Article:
Backing up the liquid, for example, up to a liquid level 33 can, furthermore, also have the effect that the material 13 floats on this liquid cushion and this material can be more readily mixed, in particular, in the case of tough or very dry material.
As mentioned above, the material 13 can have highly variable treatment with leaching liquid 19 and fresh air 27 with simultaneous or intermittent circulation of the material. For example, approximately 0.5-2 m3 of leaching liquid per day and per metric ton of material are converted in the reactor. The operating time of the agitator can be between 5 and 60 min per hour, at a speed of 1 to 2 rpm.
FIG. 2 shows, as an example, irrigation of the material over as far as possible all of the upper surface 46 over its maximum possible width with simultaneous circulation of the material by means of the spine agitator 8. The leaching liquid 19 uniformly passing through the material is collected in the lower area of the chamber 22 as liquid 19'. In this state, there is an additional exposure to fresh air 27, so that the aerobic decomposition process of the material 13 takes place simultaneously.
In the usual state, the leaching process and the fresh air feed take place simultaneously. FIG. 3 shows fresh air feed 27 alone without the leaching operation.
FIG. 4 shows the backflush operation up to a depth of liquid having a liquid level 33 as described above. As a result, the material floats on this liquid cushion, so that the circulating agitator 8 can carry out mixing more readily. A slight elevation of the material within the reactor is not harmful during this mixing operation.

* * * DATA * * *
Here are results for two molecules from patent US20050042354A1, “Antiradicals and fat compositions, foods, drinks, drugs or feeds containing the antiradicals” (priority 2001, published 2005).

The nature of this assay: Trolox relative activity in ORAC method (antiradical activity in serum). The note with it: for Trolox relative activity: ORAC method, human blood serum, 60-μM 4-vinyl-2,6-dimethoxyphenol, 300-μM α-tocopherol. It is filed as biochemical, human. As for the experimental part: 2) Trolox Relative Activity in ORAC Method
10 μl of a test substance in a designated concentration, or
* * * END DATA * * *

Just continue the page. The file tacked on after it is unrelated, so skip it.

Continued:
The depiction of the arrangement in FIGS. 2, 3 shows the fresh air feed operation via the line 31 having valve arrangement 30 via the lower covering screen 23 to the material 13. The air serves for the aerobic degradation or the aerobic decomposition of the material by microorganisms, the air being collected in the upper air space 16 and extracted from the reactor interior 17 via the air outlet port 50.
FIG. 5 shows the back wash operation via the line 52 with valve 53 open, with simultaneous impingement by compressed air; FIG. 4 shows this operation without compressed-air impingement, i.e. valve 30 closed.
The process according to the invention and the associated apparatus can be still further optimized by the measures described below.
As shown in FIG. 1, an additional partition and submerged wall 55 is mounted in the area of the inlet port 11. This submerged wall 55 prevents the fresh material introduced from being able to pass unhindered on the material surface 46 from the entrance 11 in a pseudoshort circuit to the exit 14. The fresh material must rather initially pass through below the submerged wall 55 along the path indicated by the arrow 56 and cross the lower part of the reactor.